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What happened to the ‘Historic’ phase-one US China trade agreement?

November 20, 2019

November 20, 2019

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What happened to the ‘Historic’ phase-one US China trade agreement?

The US China trade war has been going on for a year and a half, but a Trump tweet sparked hope last month announcing that the United States and China were about to sign an ‘historic’ trade agreement. The phase-one deal was supposed to represent 60% of an overall long-term agreement which would pause tariff escalations as well as address issues such as intellectual property and financial services. 

The US China trade war has been going on for a year and a half, but a Trump tweet sparked hope last month announcing that the United States and China were about to sign an ‘historic’ trade agreement. The phase-one deal was supposed to represent 60% of an overall long-term agreement which would pause tariff escalations as well as address issues such as intellectual property and financial services. 

Although some sources have confirmed both parties remain optimistic, three weeks have passed without further progress. 

The deal was supposed to be signed in Chile in mid-November but was postponed due to unrest in the host country. Just before Mr Trump’s announcement, a report said China is doubtful about reaching an agreement because of the US President’s ‘impulsive nature,’ begging the question when and if the deal is going to happen.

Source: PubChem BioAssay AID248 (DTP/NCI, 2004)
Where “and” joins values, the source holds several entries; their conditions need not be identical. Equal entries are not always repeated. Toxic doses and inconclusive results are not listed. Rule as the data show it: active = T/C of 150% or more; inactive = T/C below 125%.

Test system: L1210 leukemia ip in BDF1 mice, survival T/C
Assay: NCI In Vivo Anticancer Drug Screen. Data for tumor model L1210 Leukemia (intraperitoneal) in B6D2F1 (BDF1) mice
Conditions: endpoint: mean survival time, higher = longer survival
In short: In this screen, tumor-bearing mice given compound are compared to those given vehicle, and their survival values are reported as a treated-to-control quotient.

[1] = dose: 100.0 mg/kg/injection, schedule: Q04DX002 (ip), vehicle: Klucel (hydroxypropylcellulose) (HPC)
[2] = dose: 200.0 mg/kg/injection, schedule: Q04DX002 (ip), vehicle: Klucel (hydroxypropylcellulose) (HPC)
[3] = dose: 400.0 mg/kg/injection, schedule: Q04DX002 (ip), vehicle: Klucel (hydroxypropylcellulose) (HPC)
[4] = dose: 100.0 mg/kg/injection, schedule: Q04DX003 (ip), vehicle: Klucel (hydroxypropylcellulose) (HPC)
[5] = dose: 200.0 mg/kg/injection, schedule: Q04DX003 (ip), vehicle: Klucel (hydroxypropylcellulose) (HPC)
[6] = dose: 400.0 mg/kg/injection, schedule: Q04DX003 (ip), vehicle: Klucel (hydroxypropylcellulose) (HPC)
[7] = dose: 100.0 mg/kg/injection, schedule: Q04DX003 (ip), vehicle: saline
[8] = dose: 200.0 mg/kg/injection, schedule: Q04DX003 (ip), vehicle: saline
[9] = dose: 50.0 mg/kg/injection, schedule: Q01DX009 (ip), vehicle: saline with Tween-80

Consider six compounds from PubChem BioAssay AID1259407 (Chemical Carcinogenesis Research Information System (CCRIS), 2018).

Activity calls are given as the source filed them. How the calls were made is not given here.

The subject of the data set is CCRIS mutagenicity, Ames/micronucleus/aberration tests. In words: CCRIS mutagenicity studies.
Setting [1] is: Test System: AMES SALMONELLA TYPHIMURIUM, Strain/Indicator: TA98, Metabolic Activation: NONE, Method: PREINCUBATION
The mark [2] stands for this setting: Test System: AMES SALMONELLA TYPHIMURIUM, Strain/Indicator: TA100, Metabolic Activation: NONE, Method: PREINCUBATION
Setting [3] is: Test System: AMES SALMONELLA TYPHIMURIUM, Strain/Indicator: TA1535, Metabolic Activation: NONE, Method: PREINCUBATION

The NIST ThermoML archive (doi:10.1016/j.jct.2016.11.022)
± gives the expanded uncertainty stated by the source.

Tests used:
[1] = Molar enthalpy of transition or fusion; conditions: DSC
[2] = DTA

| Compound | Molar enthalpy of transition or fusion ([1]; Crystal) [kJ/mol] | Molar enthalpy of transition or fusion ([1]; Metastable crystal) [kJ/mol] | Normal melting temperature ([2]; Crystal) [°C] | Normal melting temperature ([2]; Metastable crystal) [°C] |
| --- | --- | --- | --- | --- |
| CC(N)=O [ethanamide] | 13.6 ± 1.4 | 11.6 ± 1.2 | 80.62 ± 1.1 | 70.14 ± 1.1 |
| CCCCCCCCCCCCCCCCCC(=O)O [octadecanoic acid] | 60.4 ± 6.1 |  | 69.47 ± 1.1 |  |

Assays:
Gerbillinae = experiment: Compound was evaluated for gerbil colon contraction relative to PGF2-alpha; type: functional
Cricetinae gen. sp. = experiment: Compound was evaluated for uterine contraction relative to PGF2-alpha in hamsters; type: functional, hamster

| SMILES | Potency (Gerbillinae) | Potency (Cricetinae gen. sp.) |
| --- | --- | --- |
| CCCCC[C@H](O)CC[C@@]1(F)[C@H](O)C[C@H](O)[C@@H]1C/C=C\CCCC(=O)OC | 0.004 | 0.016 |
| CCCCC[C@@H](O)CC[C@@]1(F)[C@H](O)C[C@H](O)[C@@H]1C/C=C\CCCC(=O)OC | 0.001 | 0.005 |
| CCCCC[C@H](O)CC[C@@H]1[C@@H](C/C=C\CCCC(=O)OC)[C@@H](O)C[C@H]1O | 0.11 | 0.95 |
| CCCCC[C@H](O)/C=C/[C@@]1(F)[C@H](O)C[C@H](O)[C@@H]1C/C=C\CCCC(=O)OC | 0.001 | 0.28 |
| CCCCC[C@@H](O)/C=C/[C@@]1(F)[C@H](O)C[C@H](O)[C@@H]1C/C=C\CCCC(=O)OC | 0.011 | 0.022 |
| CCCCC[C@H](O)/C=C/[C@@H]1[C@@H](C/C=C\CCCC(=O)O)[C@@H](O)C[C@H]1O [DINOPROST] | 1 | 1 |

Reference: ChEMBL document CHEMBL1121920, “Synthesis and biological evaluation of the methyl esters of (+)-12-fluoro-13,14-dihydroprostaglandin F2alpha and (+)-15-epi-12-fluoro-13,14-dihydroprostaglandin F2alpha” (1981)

The terms of the phase-one deal included China purchasing US$40 to US$50 billion dollars worth of US agricultural goods and Washington easing tariffs on Chinese imports. 

Beijing wants Washington to roll-back tariffs on $360 billion of Chinese imports such as meat, electrical appliances and clothing, before signing the partial trade deal, including tariffs on about $110 billion of goods which began in September as well as the 25% tariff rate on about $250 billion of goods that was implemented last year. 

Whether or not Trump is really impulsive or has a plan in mind is not clear, but he does seem to be sending mixed signals. American tariffs on $360 billion worth of Chinese Goods remain unaltered at this point. 

“We’re taking in billions of dollars in tariff money from China,” Mr. Trump said on the 8th of November this year. “I like our situation very much. They want to make a deal much more than I do, but we could have a deal.”

Trump’s theatrical approach is hardly unexpected at this point not only in his negotiations with China but also with other economies. He has publicly threatened several countries with tariffs and aired the possibility that he might leave some trading partners behind, pressuring officials to make concessions they wouldn’t otherwise have agreed to. 

Trump and Xi Jinping have not rescheduled a meeting to ratify the phase-one deal and China is reluctant to pick up negotiations until their demands for tariff reductions are met.

Meanwhile, Washington has considered implementing an additional 15% tariff on $160 billion of goods which would go into effect on the 15th of December but whether or not it will happen is still unclear. Trump has also not yet revealed whether the 15% September tariffs will remain in effect or not. 

“By hyping-up expectations and setting unrealistic goals for the trade talks, Trump makes the prospects for any sort of trade deal with China more uncertain and volatile,” Eswar Prasad, a trade professor at Cornell, said. 

Many businesses around the world that rely on trade flows between the United States and China are vulnerable in the current political climate. Chinese economic growth is at its slowest rate in nearly three decades, while US manufacturing has slumped and Germany only just avoided a recession.

“It’s striking that in almost every corner of the world, geopolitical tensions are threatening to put the brakes on growth,” John Williams, the president of the Federal Reserve Bank of New York, said in a speech last week. “The uncertainty created by current events is no doubt having an effect on the economic conditions we’re experiencing today.” 

 

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